by Jane Scully
This 4-petaled yellow beauty of summer is a fascinating example of the many faces within various plant families. Blooming only from dusk to noon the next day, individual flowers blossom in the branched cluster at the end of the hairy, often purple-tinged stem with slightly toothed leaves. During the day, the 2 to 5 foot plant looks unremarkable, with faded flowers among the buds that will then bloom later in the evening to a shining vivid yellow with a lemony scent that attracts the pink night-moth as a pollinator.
Contrast this with another member of the native evening primrose family, known as sundrops, that has the same bright-yellow flowers but blooms only in the daytime. It has the same 1 to 2 inch-wide flowers, 4 petals and similar height. Jekyll and Hyde? Yin and yang? You decide.
The cross-shaped flowers of the evening primrose arise from a long floral tube. The 8 stamens - the filaments or slender stalks that bear knob-like, pollen-bearing tips - are prominent. The plants' life cycle is expressed by its name, biennis, or biennial, with basal leaves becoming established the first year and flowering occurring the second. The seeds are important as bird seed.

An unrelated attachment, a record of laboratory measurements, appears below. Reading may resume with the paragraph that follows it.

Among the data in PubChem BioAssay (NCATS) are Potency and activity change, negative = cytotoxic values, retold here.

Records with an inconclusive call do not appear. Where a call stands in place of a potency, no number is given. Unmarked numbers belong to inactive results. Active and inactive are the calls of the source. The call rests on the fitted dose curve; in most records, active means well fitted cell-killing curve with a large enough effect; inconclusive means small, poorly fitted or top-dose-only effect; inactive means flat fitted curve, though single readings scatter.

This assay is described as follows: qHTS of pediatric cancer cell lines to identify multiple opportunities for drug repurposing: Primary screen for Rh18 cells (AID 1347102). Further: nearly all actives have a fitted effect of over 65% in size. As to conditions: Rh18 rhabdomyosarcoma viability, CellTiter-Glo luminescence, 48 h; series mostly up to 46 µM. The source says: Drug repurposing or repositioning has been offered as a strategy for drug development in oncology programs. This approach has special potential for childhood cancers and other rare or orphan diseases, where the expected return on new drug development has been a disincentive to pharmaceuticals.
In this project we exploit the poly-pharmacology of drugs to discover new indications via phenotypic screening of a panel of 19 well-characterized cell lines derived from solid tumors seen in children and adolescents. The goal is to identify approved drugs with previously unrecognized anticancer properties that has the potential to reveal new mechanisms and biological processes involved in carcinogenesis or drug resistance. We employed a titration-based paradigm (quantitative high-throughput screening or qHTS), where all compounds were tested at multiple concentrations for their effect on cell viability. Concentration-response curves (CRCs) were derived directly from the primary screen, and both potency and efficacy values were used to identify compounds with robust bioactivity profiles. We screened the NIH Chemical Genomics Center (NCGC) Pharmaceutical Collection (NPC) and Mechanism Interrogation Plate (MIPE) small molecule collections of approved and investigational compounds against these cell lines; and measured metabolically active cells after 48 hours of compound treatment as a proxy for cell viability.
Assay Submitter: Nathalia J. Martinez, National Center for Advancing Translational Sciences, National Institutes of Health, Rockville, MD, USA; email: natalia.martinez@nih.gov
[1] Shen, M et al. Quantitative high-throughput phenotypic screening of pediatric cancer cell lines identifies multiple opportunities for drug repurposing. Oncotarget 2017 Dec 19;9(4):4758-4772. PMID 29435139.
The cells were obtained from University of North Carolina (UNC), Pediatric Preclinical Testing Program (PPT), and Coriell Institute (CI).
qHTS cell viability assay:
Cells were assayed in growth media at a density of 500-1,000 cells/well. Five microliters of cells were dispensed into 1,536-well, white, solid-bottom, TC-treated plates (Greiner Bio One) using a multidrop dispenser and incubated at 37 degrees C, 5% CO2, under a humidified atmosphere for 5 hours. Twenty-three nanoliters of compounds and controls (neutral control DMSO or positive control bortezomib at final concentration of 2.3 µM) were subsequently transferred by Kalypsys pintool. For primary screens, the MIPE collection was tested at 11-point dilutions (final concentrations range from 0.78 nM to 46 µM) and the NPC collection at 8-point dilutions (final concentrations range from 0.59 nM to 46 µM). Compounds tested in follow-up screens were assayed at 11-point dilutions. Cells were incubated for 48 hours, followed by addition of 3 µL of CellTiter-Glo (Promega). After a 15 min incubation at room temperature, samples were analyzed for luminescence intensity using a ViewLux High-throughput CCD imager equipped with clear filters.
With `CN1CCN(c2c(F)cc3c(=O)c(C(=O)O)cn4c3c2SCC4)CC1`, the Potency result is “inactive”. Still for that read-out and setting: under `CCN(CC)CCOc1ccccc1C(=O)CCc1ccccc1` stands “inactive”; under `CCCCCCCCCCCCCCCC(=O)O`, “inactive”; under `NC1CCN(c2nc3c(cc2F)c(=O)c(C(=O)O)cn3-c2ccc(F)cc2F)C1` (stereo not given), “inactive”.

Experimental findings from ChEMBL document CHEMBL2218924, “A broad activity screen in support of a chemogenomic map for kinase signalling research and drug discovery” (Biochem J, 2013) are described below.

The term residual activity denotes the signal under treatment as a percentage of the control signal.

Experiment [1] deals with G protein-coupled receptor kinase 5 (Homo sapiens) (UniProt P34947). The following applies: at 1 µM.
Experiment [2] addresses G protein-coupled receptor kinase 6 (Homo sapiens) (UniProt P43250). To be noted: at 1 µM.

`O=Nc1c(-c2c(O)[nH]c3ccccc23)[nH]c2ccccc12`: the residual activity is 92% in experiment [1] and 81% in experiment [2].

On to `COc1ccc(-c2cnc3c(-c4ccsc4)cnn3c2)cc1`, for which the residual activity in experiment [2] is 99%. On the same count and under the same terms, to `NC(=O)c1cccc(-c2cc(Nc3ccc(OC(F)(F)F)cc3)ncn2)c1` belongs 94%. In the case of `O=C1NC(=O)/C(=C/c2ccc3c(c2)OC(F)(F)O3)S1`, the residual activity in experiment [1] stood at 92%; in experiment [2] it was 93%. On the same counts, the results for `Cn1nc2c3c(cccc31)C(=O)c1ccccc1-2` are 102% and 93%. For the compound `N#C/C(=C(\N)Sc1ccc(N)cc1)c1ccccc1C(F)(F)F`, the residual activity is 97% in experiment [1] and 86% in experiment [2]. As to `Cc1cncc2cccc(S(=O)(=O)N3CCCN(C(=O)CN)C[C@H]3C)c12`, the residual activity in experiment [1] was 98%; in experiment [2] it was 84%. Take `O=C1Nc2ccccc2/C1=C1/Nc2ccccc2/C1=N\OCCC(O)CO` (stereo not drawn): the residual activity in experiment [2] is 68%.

Check out the many places you can find evening primrose in our parks by using our Nature Finder.
- A fascinating and felicitous early work called How to Know the Flowers, by Mrs. William Starr Dana, first published in 1893, has charming descriptions of the evening primrose.
"One brief summer night exhausts the vitality of these delicate blossoms. The faded petals of the following day might serve as a text for a homily against all-night dissipation...."
Much more follows and Mrs. Dana's Victorian sensibilities, combined with her sharp eye and luxurious prose, make for delightful reading.
- This is my first find of a plant used by the American Indians for obesity. Recent research has demonstrated that extracts of this plant can alleviate imbalances and abnormalities of essential fatty acids in prostaglandin production. The seed oil may be useful in various eczemas and just about everything else, even alcoholism.